This huge estuary extends from the Bayou Lafourche ridge on its eastern side to the lower Atchafalaya River on its western border. Vast tracts of freshwater marsh and swamp lie within its northern boundaries.

The marshes become progressively more saline toward the south. The system’s lower boundaries were once clearly defined by stretches of barrier islands that protected the system’s interior marshes from high-energy Gulf of Mexico weather events.

These islands are so eroded now that it is sometimes said that the Gulf has moved into the bays.Between John “Hawkeye” Aucoin of Hawkeye Fishing Charters (985-632-6988) and Tracy “T.L.” Bayles of Choctaw Fishing Charters (225-284-5256) there exists 41 years of guiding experience and over 70 years of total fishing experience in the Timbalier-Terrebonne estuary.

And in assessing last year, both men agree on one thing: Fish in their area averaged larger than usual. But the news wasn’t all positive.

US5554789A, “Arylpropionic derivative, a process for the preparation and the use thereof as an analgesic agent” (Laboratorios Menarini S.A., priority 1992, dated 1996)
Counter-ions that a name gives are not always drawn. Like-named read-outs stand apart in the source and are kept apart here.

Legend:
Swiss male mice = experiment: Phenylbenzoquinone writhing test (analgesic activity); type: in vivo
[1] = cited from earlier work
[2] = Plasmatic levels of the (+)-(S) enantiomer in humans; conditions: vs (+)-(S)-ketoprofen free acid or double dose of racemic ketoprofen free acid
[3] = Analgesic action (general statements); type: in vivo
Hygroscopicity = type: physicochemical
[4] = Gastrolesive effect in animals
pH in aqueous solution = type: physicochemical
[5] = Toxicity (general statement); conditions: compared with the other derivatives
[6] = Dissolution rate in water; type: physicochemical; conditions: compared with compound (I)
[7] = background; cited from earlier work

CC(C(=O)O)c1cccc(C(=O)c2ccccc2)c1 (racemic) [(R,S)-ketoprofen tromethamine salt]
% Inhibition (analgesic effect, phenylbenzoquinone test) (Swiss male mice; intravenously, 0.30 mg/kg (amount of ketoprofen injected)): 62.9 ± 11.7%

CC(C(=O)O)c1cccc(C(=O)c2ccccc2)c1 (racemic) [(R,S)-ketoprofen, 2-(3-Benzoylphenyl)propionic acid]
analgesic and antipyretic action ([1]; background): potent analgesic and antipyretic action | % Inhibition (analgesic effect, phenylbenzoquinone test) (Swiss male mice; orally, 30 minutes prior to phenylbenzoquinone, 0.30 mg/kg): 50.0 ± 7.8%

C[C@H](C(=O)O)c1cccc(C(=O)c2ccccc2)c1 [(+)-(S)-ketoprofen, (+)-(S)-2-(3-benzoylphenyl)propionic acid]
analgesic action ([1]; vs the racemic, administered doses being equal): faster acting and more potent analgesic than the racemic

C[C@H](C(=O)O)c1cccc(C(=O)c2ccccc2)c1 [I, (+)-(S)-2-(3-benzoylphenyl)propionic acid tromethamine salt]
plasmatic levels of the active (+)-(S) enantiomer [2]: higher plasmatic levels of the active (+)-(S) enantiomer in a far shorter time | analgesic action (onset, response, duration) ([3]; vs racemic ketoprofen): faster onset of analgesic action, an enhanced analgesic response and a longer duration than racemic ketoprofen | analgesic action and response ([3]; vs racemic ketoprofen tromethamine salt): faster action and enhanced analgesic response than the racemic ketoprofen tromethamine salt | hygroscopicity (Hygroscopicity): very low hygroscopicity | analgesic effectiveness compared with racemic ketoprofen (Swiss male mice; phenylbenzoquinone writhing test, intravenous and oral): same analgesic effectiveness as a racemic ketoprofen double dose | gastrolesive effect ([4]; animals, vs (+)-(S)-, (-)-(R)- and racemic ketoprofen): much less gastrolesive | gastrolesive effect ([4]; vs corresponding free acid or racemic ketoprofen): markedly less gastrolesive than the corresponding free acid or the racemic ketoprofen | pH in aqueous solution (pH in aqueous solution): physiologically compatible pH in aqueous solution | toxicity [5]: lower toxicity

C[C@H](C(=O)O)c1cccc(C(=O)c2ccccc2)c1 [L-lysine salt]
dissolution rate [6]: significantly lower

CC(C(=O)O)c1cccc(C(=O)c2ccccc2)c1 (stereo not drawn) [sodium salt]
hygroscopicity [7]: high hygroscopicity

“Last year,” Aucoin said, “was a good year size-wise, but the numbers weren’t there early — April and May, although they picked up some in June, July and August. We didn’t have the influx of small fish like we usually get.

“It’s like there was a size class missing. The average size of fish we caught was bigger. As we would put it, ‘They were a good grade of fish’ — a lot of 2-, 3- and 4-pound trout.”

Another difference that Aucoin pointed out was that speckled trout didn’t turn up on the beaches of East Timbalier Island (or what’s left of it) in April like usual. Instead, fishing was better farther to the west: the Monkey, Last Island and the New Cut.